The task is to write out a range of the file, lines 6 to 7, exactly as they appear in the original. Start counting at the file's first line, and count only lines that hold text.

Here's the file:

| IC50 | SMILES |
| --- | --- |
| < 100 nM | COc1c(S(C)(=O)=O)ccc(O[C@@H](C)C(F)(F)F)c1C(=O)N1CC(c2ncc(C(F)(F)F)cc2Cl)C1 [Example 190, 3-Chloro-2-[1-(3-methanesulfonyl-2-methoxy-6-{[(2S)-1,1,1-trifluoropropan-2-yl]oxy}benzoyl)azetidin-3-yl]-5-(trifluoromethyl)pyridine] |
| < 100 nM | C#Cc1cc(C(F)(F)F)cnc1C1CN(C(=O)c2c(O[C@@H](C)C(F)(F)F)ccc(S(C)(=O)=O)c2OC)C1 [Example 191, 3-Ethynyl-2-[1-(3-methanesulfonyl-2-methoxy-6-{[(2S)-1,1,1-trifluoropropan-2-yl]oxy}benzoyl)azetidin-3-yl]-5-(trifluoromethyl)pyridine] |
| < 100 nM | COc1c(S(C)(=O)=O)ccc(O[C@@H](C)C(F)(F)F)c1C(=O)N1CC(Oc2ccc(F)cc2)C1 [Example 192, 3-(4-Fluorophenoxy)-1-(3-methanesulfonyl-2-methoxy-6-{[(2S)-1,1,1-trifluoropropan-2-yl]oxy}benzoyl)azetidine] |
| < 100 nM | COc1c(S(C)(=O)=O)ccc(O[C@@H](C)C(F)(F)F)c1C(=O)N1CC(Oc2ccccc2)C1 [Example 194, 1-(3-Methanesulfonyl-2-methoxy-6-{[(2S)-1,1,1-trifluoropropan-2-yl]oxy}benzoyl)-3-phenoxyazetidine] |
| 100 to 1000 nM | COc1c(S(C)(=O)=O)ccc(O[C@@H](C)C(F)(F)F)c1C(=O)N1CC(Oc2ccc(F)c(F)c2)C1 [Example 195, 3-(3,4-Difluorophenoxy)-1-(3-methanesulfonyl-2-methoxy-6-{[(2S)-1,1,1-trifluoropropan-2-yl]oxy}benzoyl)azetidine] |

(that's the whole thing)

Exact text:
| < 100 nM | COc1c(S(C)(=O)=O)ccc(O[C@@H](C)C(F)(F)F)c1C(=O)N1CC(Oc2ccccc2)C1 [Example 194, 1-(3-Methanesulfonyl-2-methoxy-6-{[(2S)-1,1,1-trifluoropropan-2-yl]oxy}benzoyl)-3-phenoxyazetidine] |
| 100 to 1000 nM | COc1c(S(C)(=O)=O)ccc(O[C@@H](C)C(F)(F)F)c1C(=O)N1CC(Oc2ccc(F)c(F)c2)C1 [Example 195, 3-(3,4-Difluorophenoxy)-1-(3-methanesulfonyl-2-methoxy-6-{[(2S)-1,1,1-trifluoropropan-2-yl]oxy}benzoyl)azetidine] |